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Department of Psychology pres.

Biopsychology Colloquium: Characterizing neurochemical changes during cocaine self-administration in male and female rats using a choice paradigm

Christopher Turner, Biopsychology Graduate Student

Christopher Turner Christopher Turner
Christopher Turner
Abstract: A defining characteristic of addiction is the gradual shift in preference from natural rewards, such as food, to drugs of abuse. Rodent models of addiction have established that females have a higher propensity for addiction and choose cocaine over food more often and more rapidly than males do. We hypothesize that the sex differences observed in drug seeking are due, in part, to differences in the underlying neurobiology of the reward circuitry between the sexes. Utilizing rodents in a choice self-administration behavioral paradigm eventually some rats develop a preference for cocaine over a palatable food reward over the course of seven weeks. Using in vivo microdialysis in the dorsal striatum and contralateral nucleus accumbens, this set of experiments repeatedly characterized cocaine-induced dopamine increases during self-administration in the choice paradigm.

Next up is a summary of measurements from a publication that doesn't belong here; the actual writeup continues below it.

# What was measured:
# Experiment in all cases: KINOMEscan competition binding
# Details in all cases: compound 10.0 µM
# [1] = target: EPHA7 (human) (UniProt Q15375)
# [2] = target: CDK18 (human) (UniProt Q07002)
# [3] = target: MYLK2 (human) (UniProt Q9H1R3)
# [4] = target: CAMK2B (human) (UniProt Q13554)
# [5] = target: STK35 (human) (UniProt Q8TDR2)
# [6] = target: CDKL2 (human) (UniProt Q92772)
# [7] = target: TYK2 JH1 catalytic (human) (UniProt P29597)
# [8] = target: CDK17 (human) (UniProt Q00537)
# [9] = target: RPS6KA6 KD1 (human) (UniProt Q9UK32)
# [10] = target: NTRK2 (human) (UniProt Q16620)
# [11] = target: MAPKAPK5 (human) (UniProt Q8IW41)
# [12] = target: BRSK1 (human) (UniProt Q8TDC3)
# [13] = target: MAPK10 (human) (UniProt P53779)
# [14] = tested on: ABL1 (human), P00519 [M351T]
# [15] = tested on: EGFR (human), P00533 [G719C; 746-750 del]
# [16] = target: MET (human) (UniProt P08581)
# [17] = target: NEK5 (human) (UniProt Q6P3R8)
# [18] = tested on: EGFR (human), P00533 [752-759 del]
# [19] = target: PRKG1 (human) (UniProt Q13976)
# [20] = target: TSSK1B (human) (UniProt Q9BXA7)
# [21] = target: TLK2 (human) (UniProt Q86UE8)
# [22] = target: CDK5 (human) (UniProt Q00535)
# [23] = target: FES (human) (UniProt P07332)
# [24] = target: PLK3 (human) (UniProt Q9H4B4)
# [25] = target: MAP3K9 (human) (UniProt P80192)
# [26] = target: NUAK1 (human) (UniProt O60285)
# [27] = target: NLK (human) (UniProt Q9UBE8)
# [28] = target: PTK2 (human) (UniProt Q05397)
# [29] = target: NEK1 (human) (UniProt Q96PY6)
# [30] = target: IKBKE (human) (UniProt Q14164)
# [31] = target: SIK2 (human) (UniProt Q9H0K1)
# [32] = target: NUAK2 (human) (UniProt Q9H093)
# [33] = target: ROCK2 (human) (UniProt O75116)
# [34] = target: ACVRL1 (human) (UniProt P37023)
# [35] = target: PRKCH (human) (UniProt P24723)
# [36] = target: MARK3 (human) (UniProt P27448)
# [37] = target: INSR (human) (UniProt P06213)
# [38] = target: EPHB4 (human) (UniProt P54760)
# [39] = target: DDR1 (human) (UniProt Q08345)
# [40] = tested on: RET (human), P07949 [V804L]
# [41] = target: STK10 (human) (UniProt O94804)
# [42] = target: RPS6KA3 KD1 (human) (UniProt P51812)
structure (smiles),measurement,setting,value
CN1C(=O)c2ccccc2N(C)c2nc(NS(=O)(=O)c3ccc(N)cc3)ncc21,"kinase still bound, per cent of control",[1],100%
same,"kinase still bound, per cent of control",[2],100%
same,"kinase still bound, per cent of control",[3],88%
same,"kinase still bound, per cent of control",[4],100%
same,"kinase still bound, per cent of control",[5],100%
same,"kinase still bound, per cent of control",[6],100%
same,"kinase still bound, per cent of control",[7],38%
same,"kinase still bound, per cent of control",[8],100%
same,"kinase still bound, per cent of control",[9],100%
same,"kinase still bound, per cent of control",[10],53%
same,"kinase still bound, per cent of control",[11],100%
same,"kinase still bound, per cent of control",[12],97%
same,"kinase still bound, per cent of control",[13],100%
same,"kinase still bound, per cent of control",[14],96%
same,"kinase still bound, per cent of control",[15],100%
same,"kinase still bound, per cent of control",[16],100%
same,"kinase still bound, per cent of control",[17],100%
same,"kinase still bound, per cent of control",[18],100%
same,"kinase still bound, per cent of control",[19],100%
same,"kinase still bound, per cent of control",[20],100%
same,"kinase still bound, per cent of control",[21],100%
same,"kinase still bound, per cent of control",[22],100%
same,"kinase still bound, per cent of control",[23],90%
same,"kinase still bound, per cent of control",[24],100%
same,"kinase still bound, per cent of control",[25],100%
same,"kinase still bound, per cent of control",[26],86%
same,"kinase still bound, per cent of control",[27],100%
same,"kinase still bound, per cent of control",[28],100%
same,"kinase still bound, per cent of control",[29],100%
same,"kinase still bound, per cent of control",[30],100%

Christopher Turner Christopher Turner
Christopher Turner

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